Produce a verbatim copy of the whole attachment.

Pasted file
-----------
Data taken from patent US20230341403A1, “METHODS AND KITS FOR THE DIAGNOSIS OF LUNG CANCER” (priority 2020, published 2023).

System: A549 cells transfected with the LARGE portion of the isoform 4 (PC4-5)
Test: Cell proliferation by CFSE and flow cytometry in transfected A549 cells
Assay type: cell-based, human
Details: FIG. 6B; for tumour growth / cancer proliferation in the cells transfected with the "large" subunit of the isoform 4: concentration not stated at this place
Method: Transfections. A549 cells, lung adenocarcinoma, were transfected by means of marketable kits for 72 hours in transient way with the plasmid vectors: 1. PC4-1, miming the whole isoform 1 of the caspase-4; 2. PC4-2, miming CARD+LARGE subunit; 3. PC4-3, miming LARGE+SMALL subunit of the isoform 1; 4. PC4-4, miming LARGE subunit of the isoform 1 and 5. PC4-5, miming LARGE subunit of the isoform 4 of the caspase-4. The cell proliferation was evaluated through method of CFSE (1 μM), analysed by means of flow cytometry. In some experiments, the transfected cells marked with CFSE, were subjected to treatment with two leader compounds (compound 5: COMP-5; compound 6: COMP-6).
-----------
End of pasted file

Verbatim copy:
Data taken from patent US20230341403A1, “METHODS AND KITS FOR THE DIAGNOSIS OF LUNG CANCER” (priority 2020, published 2023).

System: A549 cells transfected with the LARGE portion of the isoform 4 (PC4-5)
Test: Cell proliferation by CFSE and flow cytometry in transfected A549 cells
Assay type: cell-based, human
Details: FIG. 6B; for tumour growth / cancer proliferation in the cells transfected with the "large" subunit of the isoform 4: concentration not stated at this place
Method: Transfections. A549 cells, lung adenocarcinoma, were transfected by means of marketable kits for 72 hours in transient way with the plasmid vectors: 1. PC4-1, miming the whole isoform 1 of the caspase-4; 2. PC4-2, miming CARD+LARGE subunit; 3. PC4-3, miming LARGE+SMALL subunit of the isoform 1; 4. PC4-4, miming LARGE subunit of the isoform 1 and 5. PC4-5, miming LARGE subunit of the isoform 4 of the caspase-4. The cell proliferation was evaluated through method of CFSE (1 μM), analysed by means of flow cytometry. In some experiments, the transfected cells marked with CFSE, were subjected to treatment with two leader compounds (compound 5: COMP-5; compound 6: COMP-6).